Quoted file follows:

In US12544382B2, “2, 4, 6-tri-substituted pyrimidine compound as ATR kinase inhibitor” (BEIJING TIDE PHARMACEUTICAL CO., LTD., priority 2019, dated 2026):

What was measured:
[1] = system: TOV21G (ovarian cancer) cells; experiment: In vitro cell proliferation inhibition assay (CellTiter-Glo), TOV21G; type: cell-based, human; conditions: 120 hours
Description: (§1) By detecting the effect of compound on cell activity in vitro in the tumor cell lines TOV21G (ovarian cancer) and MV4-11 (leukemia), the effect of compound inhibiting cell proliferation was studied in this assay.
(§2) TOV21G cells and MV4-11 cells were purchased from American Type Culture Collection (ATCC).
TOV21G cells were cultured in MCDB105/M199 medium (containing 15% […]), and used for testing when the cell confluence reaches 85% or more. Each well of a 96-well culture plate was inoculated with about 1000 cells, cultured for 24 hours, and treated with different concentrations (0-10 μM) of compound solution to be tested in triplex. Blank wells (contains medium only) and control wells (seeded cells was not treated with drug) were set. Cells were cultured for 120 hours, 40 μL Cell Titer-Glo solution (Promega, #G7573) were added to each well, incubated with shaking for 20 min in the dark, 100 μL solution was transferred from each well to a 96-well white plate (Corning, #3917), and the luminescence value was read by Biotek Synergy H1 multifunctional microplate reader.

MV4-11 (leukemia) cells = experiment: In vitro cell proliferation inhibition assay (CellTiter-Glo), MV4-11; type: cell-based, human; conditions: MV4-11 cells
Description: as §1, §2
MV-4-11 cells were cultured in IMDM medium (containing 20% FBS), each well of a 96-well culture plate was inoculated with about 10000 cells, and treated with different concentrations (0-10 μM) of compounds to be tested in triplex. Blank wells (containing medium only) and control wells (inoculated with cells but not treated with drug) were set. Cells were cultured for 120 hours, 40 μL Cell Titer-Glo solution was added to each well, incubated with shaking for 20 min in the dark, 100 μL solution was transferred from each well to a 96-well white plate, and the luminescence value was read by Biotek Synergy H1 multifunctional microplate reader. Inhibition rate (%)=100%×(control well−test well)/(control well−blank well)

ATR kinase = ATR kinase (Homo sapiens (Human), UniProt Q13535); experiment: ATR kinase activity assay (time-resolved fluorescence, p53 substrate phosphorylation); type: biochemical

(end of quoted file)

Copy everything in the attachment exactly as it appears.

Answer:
In US12544382B2, “2, 4, 6-tri-substituted pyrimidine compound as ATR kinase inhibitor” (BEIJING TIDE PHARMACEUTICAL CO., LTD., priority 2019, dated 2026):

What was measured:
[1] = system: TOV21G (ovarian cancer) cells; experiment: In vitro cell proliferation inhibition assay (CellTiter-Glo), TOV21G; type: cell-based, human; conditions: 120 hours
Description: (§1) By detecting the effect of compound on cell activity in vitro in the tumor cell lines TOV21G (ovarian cancer) and MV4-11 (leukemia), the effect of compound inhibiting cell proliferation was studied in this assay.
(§2) TOV21G cells and MV4-11 cells were purchased from American Type Culture Collection (ATCC).
TOV21G cells were cultured in MCDB105/M199 medium (containing 15% […]), and used for testing when the cell confluence reaches 85% or more. Each well of a 96-well culture plate was inoculated with about 1000 cells, cultured for 24 hours, and treated with different concentrations (0-10 μM) of compound solution to be tested in triplex. Blank wells (contains medium only) and control wells (seeded cells was not treated with drug) were set. Cells were cultured for 120 hours, 40 μL Cell Titer-Glo solution (Promega, #G7573) were added to each well, incubated with shaking for 20 min in the dark, 100 μL solution was transferred from each well to a 96-well white plate (Corning, #3917), and the luminescence value was read by Biotek Synergy H1 multifunctional microplate reader.

MV4-11 (leukemia) cells = experiment: In vitro cell proliferation inhibition assay (CellTiter-Glo), MV4-11; type: cell-based, human; conditions: MV4-11 cells
Description: as §1, §2
MV-4-11 cells were cultured in IMDM medium (containing 20% FBS), each well of a 96-well culture plate was inoculated with about 10000 cells, and treated with different concentrations (0-10 μM) of compounds to be tested in triplex. Blank wells (containing medium only) and control wells (inoculated with cells but not treated with drug) were set. Cells were cultured for 120 hours, 40 μL Cell Titer-Glo solution was added to each well, incubated with shaking for 20 min in the dark, 100 μL solution was transferred from each well to a 96-well white plate, and the luminescence value was read by Biotek Synergy H1 multifunctional microplate reader. Inhibition rate (%)=100%×(control well−test well)/(control well−blank well)

ATR kinase = ATR kinase (Homo sapiens (Human), UniProt Q13535); experiment: ATR kinase activity assay (time-resolved fluorescence, p53 substrate phosphorylation); type: biochemical